By Associate Professor Kevin Lapp
This post originally appeared on EvidenceProf Blog.
Multiple choice testing is a popular assessment format in Evidence courses, more popular in my experience in Evidence than in other courses. Some professors use it exclusively, while others mix multiple-choice testing with essay questions on their exams. There's good reason for using multiple choice testing in Evidence courses. For one, the MBE portion of the bar exam contains multiple choice Evidence questions, so doing so as part of a final exam helps prepare students for the bar exam format. In addition, multiple choice testing has been around, and is widely accepted as a credible format to assess student knowledge. Evidence is also a heavily rule-based class that lends itself to an assessment format that requires students to identify a single correct answer. Finally, multiple choice questions allow professors to assess more topics than can be squeezed into an essay question, reducing the chances that a student performs well on an exam because he happened to know the issues covered by the essay questions.
But there can be a large gap between good multiple choice questions and bad multiple choice questions. This post is about how those of us who do use multiple choice questions can know if we are doing it in a way that makes for good assessment. The credibility of our multiple choice questions as sound assessment tools is particularly important given the high stakes testing that goes on in so many law school classrooms. When the great bulk, if not the entire portion, of a student's grade hinges on a single 3 or 4 hour exam, it is our duty to take advantage of the available tools to ensure that our exams function as credible assessment tools.
A great resource for me as I set about the task of writing my first multiple-choice section of an exam was Susan Case & Beth Donahue's article, "Developing High-Quality Multiple-Choice Questions for Assessment in Legal Education." (58 J. Legal Educ. 372 (2008)). In it, Case and Donahue note that multiple choice questions have several advantages over other formats, including content coverage, grading ease and consistency, and reliability of scores. But the reliability of the scores (as a reflection of learning) depends on the quality of the questions. Poorly written questions fail to assess what is intended and fail to encourage the desired learning. The article includes a very helpful discussion of how to draft high-quality multiple choice questions (and answer choices) that I won't recount here but strongly recommend.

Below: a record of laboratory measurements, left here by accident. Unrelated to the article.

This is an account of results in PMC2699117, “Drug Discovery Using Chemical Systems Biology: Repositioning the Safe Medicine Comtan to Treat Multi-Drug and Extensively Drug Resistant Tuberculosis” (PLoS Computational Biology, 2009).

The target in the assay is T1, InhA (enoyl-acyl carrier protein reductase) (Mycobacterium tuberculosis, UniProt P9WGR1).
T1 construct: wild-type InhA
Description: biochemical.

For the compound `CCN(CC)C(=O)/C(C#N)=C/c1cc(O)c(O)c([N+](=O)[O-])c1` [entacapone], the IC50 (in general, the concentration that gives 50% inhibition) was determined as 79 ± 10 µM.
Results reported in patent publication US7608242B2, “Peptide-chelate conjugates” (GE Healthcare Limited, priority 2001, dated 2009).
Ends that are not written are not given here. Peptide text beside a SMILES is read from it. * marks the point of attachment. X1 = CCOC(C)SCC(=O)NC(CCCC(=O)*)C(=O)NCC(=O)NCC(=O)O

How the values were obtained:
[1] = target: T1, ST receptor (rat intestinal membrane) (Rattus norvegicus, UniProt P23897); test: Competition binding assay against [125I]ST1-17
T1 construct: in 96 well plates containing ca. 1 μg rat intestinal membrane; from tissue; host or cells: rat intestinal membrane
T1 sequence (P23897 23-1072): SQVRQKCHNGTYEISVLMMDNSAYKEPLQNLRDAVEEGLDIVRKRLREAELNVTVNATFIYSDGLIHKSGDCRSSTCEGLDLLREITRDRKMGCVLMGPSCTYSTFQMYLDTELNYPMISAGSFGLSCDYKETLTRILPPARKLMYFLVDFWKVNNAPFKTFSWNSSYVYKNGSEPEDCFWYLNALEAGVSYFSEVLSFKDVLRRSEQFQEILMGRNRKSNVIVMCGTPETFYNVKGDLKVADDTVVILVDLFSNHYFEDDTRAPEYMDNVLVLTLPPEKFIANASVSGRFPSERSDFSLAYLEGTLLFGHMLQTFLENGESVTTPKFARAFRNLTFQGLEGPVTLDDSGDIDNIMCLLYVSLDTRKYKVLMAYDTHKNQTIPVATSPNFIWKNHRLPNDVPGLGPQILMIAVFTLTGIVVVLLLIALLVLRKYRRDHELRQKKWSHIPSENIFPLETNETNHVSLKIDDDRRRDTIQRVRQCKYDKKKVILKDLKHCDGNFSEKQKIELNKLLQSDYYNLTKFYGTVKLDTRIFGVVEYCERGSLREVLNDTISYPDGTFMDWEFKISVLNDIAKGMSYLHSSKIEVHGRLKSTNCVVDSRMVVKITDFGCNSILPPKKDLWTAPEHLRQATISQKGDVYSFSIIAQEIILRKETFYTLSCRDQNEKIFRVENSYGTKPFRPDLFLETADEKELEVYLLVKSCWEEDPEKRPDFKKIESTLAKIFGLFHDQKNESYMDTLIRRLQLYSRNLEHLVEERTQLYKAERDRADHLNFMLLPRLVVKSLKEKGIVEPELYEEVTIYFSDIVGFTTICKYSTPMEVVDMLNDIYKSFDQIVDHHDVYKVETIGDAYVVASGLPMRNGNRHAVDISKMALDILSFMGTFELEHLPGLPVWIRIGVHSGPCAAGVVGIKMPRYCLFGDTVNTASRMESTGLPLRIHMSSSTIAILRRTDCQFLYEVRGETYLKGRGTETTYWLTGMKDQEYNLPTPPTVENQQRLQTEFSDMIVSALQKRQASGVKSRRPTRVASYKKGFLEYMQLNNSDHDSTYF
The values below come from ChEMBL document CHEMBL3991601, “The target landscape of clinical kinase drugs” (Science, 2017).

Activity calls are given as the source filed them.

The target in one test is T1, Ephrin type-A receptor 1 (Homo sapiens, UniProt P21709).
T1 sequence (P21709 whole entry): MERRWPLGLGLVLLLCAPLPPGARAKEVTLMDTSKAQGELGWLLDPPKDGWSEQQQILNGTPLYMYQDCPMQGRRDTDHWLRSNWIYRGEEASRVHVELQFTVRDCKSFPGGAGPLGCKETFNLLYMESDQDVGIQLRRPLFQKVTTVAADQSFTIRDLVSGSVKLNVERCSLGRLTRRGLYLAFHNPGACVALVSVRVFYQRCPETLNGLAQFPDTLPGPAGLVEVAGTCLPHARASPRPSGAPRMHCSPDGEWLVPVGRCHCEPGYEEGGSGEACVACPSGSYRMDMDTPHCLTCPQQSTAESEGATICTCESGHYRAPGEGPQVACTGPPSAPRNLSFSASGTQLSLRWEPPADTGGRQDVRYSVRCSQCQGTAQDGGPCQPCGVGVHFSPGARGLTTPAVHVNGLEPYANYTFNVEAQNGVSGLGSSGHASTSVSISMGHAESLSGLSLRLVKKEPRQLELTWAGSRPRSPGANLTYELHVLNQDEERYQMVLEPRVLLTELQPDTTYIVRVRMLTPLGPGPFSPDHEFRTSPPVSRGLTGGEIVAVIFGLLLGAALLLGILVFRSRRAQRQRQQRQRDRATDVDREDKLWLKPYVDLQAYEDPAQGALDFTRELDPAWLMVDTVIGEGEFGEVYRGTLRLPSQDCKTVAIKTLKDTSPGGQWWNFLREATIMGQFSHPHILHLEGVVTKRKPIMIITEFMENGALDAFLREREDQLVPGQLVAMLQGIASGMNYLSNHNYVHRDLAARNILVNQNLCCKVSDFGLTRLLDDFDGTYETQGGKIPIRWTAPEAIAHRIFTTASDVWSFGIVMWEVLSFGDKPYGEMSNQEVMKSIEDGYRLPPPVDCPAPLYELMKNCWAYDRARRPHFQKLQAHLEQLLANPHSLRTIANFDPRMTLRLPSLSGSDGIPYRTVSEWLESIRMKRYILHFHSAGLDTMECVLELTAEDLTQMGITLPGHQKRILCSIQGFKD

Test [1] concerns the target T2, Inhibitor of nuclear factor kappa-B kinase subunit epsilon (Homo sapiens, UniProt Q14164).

Another indispensable resource for those who use multiple choice questions on exams was provided to me by my school. At Loyola, professors receive a detailed report with the results of the objective portion of a final exam. This report includes means, modes and variances for the exam as a whole, as well as information on each individual question. The information on individual questions includes the percentage of students who selected each possible answer, the performance on the question of the top and bottom 27% of the class, and something called the question's "point biserial" (a number which reflects how well a particular question is discriminating amongst the students) With this information, a professor can see whether everyone in the class got #1 correct (fine as an easy warm-up, though meaningless for discriminating amongst students with regard to knowledge), whether the answers selected were distributed evenly amongst the four answer choices for another question (a sign that the question isn't working), and whether those who scored in the top fourth of the class performed better on individual questions than those who scored in the bottom fourth of the class (a sign of a good question because it discriminates between low-performing and high-performing students).
Despite doing research and finding things like the Case and Donahue article ahead of time, I was not confident in my ability to write a meaningful multiple choice assessment tool the first time I taught Evidence. Happily, the post-exam report suggested that the great majority of my questions were good questions. More importantly, the report allowed me (with the help of folks who could interpret the data) to get rid of or try to fix the questions that weren't credibly assessing learning, making my exam the next time around a more valid and reliable instrument. For those whose schools don't provide this kind of data, I'd encourage you to ask for it.
And as the calendar turns to November, and I start drafting some new questions for this semester's exam, I'd also be happy to hear other suggestions and strategies for creating good multiple choice questions.